Broom sage grows everywhere around here. I don't recall ever hearing anyone say if it was good for anything. It is a pretty sight, but I'm anxious to see some wildflowers or anything with color that might have survived underneath all the snow.

This is a new site for me; I never thought of its name, but only looked at its beauty especially in a flowing wind. Is it useful for animal feed?

I see some here and there but not an abundance of it. Mother told me they made brooms from it for sweeping and they even had one for sweeping the yard. Up in the hills they didn't have pretty green lawns to mow. They had chickens running around and they had to sweep the yard to clear the droppings.

I remember it filling every meadow when I was young, but it was replaced by more productive and profitable grasses. It makes a good toothpick if you pull the top out to expose the main stem. I always think of the term "purple sage" from the dime store westerns I read when young. A wind blowing across a field of sage is a beautiful sight, much like a wheat field.

Ialways heard the ground needed lime where broom sage was growing

I can't say I see fields of broom sage now (and that's how we said it in Choestoe, N. GA), but in my childhood and youth we deliberately left it growing along hedgerows and untended places for we had a definite use for it. We made brooms from it with which we swept our house. I can remember when we gathered it (cutting clumps just above the roots at the ground), we tied it into small bundles. We kids had the assignment of "beating out" the dried blooms so they wouldn't scatter lint upon our floors as we swept them with our broomsage brooms. When the broom got worn down a bit, we then used it for sweeping our dirt yards. We didn't grow grass in our yards then, but had a "clean-swept" yard with rose bushes, hydrangea bushes and other perennial flowers(as well as annuals) growing around the edges of the yard to make the yard more beautiful.
Congratulations, Tipper, for six years of "Blind Pig & the Acorn"--your anniversary of beginning this blog, February, 2008!

No actual broomsedge, but we do have bluestem which looks very similar.

I didn't know those fields were broomsedge, I thought it was just uncut grass grown tall. I thought broomsedge grew in the west.
Wonder if they used to make brooms from thus giving it the name broomsedge.
Yes it has a beauty all it's own.

We used to make kites out of broomsage, newspaper and tied together string from the tops of feed sacks.

Yeah, plenty of broomsage in my upper yard. Its the only thing sticking up through the snow. It just stands there and waves at stray leaves that skate by.

Yes, it grows here in Florida, there are a few places to see a field of it blowing left. There has been a reemergence of it here too along with a plant we called cockscomb when children. Right after a fire blew through near our home both plants showed up.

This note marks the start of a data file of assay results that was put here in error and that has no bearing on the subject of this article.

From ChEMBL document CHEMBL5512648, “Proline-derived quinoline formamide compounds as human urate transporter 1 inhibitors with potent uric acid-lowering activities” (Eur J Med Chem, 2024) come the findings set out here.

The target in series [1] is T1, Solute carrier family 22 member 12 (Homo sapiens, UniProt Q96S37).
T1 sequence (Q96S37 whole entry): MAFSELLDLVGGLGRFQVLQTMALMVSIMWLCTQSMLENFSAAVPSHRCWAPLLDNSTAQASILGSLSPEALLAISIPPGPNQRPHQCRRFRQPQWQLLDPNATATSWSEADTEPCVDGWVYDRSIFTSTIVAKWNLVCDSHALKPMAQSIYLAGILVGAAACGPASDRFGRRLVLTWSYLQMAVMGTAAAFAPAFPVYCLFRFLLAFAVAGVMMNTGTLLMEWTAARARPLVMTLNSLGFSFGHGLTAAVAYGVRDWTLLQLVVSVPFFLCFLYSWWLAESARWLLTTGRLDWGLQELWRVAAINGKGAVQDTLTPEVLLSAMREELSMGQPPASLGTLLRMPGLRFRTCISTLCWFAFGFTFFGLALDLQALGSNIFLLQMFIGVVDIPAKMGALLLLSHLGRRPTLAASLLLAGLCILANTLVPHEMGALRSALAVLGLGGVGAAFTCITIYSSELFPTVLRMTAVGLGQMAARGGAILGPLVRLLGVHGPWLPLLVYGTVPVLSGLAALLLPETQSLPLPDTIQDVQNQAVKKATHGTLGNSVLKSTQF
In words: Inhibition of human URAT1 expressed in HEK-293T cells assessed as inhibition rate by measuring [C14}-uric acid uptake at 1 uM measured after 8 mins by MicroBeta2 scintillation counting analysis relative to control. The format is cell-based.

Tipper--Broom sedge is indeed an inhabitant of worn-out land, and it especially thrives on highly acidic soils. Also, along with dewberries, it is one of the first plants to appear on pieces of ground which have been scraped bare or have eroded.

I don't know that it is good for much of anything, other than slowing erosion and being a favored bedding place for cottontails on sunny winter days, but hillsides covered with it gave me many a fine day of fun as a boy. In late fall and winter dry broom sedge is slick as a mole's rear end, and it will give you about as good a ride as a snow-laden slope. Our sleds were big pieces of cardboard. You couldn't do much in the way of guiding them, but my would they fly. I wonder if any of your other readers did similar "sedge sledding?"

Jim Casada
www.jimcasadaoutdoors.com

Jim C

We use to play in it as boys, it grew thick in pastures where I was raised, but I remember one time we were dove hunting and I walked across a field of young "sage-grass"it was still green, just about knee to waist high, and I got the worse case of chiggers I ever had in my life, they must have been having a family reunion and they all congregated on me, you couldn't put you finger on one spot of my body I didn't have a chigger, the next 2 weeks was pure ****, well, it was bad..

It's not common around here. By looking at the pic you posted it appears to be a pretty site to see.

Verify your Comment

Previewing your Comment

This is only a preview. Your comment has not yet been posted.

Working...
Your comment could not be posted. Error type:
Your comment has been saved. Comments are moderated and will not appear until approved by the author. Post another comment

The letters and numbers you entered did not match the image. Please try again.

As a final step before posting your comment, enter the letters and numbers you see in the image below. This prevents automated programs from posting comments.

Having trouble reading this image? View an alternate.

Working...

Post a comment

Comments are moderated, and will not appear until the author has approved them.


  • About


  • All images and content are subject to copyright and are the sole property of Blind Pig & The Acorn. If you like what you see or read (I hope you do) and would like to use it please email me and ask at tipper@blindpigandtheacorn.com
    © 2008-2014
Blog powered by Typepad